After the July 22, 2016 release of stolen DNC emails by Organization 1, a senior Trump Campaign official was directed to contact STONE about any additional releases and what other damaging information Organization 1 had regarding the Clinton Campaign. STONE thereafter told the Trump Campaign about potential future releases of damaging material by Organization 1.
Someone with knowledge of the DNC hack suggested putting out the message that Clinton was “old, memory bad, has stroke.”
In early August 2016, another person who knew about the WikiLeaks hack, referred to as Person 1, emailed Stone to say that the group planned two more information dumps. Right-wing author and birther conspiracy theorist Jerome Corsi told MSNBC’s Ari Melber on Friday that the indictment referred to him.
“Impact planned to be very damaging,” Corsi wrote, suggesting the Trump campaign push the idea that Clinton was in bad health. Trump himself peddled doubts about his opponent’s health on the campaign trail, fueling a right-wing conspiracy theory.
Ryan Goodman, former special counsel to the general counsel of the Department of Defense, said on Twitter that the idea could have “significant” legal implications if it could be used to show coordination between the Trump campaign and WikiLeaks.
From the indictment:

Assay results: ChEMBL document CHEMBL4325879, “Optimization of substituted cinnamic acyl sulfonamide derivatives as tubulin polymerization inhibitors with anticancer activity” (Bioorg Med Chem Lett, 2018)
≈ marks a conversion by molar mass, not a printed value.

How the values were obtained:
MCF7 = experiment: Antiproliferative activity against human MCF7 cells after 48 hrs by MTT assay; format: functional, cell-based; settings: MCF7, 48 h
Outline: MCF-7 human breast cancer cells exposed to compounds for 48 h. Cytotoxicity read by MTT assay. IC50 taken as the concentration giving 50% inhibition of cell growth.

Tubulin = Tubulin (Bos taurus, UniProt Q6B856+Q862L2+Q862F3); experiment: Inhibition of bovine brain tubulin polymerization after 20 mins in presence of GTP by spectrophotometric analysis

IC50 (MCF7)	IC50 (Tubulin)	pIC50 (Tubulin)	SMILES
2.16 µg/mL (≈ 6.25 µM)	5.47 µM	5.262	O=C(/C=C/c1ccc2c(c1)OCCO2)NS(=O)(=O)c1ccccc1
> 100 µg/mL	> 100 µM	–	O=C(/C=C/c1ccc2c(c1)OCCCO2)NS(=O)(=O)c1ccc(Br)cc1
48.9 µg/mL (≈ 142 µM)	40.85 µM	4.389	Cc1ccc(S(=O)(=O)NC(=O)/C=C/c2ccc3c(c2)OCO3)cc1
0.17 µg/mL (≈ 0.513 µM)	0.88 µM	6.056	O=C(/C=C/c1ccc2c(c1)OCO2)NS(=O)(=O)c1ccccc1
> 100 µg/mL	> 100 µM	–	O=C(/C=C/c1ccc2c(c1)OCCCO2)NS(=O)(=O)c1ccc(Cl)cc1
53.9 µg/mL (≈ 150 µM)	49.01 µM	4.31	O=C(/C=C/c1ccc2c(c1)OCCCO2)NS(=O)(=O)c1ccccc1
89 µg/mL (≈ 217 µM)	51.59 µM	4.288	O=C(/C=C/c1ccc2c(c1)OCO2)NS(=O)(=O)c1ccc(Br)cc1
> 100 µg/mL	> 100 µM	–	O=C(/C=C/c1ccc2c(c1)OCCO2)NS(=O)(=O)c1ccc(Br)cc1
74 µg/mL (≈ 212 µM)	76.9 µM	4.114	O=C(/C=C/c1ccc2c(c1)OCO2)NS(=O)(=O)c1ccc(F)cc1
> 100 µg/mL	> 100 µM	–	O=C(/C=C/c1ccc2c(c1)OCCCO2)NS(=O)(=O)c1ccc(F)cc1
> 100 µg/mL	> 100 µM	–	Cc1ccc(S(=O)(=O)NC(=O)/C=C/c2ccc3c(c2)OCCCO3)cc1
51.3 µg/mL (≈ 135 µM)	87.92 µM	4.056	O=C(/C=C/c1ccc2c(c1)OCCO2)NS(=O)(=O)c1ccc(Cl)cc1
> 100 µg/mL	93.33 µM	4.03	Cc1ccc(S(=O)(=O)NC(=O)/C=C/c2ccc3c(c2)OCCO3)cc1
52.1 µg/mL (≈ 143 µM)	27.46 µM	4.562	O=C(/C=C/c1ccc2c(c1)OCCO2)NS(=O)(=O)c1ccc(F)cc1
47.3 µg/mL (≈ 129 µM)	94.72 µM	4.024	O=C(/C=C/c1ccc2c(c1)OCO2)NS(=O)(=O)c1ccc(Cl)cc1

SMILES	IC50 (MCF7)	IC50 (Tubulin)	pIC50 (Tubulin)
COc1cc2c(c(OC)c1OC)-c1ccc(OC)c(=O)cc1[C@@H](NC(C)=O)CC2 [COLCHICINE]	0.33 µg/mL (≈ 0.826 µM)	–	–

Person 1 added in the same email, “Time to let more than [the Clinton Campaign chairman] to be exposed as in bed w 5 enemy if they are not ready to drop HRC. That appears to be the game hackers are now about. Would not hurt to start suggesting HRC old, memory bad, has stroke – neither he nor she well. I expect that much of next dump focus, setting stage for [Clinton] Foundation debacle.”
The day Stone swore he had not texted or emailed with “Person 2,” the two men exchanged 30 texts.
According to the indictment, the very day Stone testified before the House intelligence committee that he never sent or received written communications with Credico, the pair “exchanged over thirty text messages.”
This article has been updated to include Randy Credico’s name as Person 2.
Clarification: Language in this story has been amended to clarify that WikiLeaks did not itself hack the servers of the DNC but released the material stolen in that hack.